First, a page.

The Wrong Stuff Did NASA Moon the Public?

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Are you
sure we went to the moon 25 years ago? Are you positive? Millions
of Americans believe the moon landings may have been a US$25 billion
swindle, perpetrated by NASA with the latest in communications technology
and the best in special effects. Wired plunges into the combat
zone between heated conspiracy believers and exasperated NASA officials.

he has landed Tranquility Base. Eagle is at Tranquility. I read
you five by. Over." The voice from Houston betrayed no emotion,
although this was anything but business as usual. A human being
was about to set foot on the moon for the first time in history,
armed only with the Stars and Stripes, some scientific instruments,
and an almost reckless, can-do demeanor that had captivated the

The reply from
Columbia, the command-and-service module that had released the lunar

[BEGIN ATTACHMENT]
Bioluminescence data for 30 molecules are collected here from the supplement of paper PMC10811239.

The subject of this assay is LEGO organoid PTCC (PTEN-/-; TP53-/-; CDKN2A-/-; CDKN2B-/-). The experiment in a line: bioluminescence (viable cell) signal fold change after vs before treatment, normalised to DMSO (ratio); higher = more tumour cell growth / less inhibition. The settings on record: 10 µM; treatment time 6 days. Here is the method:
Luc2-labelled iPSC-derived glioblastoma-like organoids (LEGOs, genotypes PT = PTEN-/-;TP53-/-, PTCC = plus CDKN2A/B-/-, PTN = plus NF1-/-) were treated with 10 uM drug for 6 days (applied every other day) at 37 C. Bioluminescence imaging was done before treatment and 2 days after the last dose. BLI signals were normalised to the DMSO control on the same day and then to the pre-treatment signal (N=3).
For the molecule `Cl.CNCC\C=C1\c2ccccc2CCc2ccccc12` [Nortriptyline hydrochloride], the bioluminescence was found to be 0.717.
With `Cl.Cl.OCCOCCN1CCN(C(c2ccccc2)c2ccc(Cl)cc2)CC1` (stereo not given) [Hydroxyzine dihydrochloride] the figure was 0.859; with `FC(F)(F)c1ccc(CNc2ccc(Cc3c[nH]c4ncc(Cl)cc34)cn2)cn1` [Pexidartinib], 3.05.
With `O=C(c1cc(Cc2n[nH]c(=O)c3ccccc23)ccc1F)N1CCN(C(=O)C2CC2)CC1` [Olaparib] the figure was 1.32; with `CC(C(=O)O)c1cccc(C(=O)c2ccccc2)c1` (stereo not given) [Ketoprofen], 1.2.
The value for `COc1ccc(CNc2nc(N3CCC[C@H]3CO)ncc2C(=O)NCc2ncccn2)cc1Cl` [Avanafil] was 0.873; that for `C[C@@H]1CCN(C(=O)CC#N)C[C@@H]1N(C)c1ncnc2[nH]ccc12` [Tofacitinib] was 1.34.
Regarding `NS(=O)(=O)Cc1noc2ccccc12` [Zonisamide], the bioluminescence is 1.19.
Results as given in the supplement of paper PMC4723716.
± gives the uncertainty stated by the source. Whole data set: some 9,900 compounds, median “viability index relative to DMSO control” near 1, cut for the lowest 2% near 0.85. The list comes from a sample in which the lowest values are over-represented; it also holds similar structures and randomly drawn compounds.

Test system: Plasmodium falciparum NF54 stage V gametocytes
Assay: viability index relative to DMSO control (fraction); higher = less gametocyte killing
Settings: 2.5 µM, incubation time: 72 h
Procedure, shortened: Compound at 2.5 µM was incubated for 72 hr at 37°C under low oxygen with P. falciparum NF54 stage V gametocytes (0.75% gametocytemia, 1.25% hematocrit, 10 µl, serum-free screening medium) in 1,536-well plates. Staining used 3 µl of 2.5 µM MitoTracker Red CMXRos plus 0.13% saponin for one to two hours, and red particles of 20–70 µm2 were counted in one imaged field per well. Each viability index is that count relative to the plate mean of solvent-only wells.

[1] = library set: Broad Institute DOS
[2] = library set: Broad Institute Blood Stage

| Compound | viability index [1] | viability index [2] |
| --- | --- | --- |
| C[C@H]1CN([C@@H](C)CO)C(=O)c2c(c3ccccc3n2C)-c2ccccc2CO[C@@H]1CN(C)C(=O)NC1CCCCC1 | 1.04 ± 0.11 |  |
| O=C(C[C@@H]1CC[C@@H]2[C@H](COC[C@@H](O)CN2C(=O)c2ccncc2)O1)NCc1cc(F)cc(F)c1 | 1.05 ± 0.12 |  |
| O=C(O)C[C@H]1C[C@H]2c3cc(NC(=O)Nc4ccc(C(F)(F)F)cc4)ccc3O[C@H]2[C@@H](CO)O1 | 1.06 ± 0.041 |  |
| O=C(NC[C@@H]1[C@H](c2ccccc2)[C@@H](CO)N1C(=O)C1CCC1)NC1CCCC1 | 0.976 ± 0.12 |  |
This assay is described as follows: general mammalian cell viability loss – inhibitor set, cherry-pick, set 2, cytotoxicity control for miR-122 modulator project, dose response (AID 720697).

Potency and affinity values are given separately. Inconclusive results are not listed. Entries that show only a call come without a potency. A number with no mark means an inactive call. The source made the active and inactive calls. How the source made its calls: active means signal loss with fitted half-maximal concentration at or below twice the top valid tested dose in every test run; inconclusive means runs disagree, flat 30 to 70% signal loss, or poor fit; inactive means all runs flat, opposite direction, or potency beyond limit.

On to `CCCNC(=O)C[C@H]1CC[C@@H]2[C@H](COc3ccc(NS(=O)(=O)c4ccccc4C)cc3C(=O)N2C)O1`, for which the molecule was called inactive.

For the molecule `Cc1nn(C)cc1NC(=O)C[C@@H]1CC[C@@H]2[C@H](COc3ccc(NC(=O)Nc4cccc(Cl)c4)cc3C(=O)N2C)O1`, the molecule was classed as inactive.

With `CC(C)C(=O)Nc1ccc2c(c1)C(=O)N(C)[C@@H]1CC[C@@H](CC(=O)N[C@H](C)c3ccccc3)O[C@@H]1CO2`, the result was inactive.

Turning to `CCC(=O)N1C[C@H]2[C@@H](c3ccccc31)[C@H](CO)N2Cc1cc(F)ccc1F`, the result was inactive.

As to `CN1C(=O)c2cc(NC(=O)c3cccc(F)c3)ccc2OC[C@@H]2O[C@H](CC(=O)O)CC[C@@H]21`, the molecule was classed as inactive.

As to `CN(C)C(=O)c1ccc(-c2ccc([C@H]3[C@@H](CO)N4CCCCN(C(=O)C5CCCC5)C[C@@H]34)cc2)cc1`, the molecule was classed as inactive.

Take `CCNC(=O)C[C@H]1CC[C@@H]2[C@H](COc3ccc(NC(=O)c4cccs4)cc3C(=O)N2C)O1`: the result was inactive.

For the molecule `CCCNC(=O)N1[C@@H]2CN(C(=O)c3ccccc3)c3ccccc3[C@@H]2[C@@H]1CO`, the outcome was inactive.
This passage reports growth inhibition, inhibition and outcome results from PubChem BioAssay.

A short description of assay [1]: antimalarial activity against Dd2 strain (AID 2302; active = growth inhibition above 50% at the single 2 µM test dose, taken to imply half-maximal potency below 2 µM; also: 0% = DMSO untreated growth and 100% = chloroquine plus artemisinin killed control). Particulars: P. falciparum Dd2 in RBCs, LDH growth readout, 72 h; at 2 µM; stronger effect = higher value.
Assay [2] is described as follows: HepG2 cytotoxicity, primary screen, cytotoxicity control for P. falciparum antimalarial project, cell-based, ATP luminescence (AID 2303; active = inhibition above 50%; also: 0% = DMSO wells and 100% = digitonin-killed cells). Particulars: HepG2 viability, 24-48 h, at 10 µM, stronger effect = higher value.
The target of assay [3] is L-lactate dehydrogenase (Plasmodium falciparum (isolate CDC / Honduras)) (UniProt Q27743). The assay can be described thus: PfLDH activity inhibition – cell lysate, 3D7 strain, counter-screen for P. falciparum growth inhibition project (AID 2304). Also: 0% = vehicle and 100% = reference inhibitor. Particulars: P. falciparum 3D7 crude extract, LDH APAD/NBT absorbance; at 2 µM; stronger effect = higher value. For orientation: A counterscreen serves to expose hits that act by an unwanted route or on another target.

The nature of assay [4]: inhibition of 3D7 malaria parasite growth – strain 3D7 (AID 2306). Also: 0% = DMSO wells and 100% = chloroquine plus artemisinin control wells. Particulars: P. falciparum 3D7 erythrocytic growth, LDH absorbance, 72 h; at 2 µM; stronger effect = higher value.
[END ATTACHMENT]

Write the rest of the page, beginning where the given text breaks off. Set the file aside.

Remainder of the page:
lander 2 hours and 33 minutes earlier, betrayed only equal professional
cool. "Yes, I heard the whole thing," Michael Collins
said matter-of-factly.

Houston: "Well,
it’s a good show."

Columbia: "Fantastic."

That’s when
Neil Armstrong chimed in. "Yeah, I’ll second that," said
the 38-year-old astronaut, the moonwalker-to-be, America’s own Boy
Scout, and the most famous man in the – well, in the universe.
And even though the static ate away at the clarity of his consonants,
Armstrong’s sneering tone came through loud and clear. The mission
control man heard it too. And he knew what was coming. Sort of.

"A fantastic
show," Armstrong said. "The greatest show on earth, huh,

There was a
moment’s silence. Then a cameraman sniggered. And the director sighed,
and did what directors do when actors screw up their lines. "Cut,"
he groaned. He was a heavyset man in his 50s, and the combination
of the long hours and the hot studio lights had started to get to

Armstrong, if you’re gonna be a smart-ass, do it on your own time,
all right? We got 25 tired people on this set. We got a billion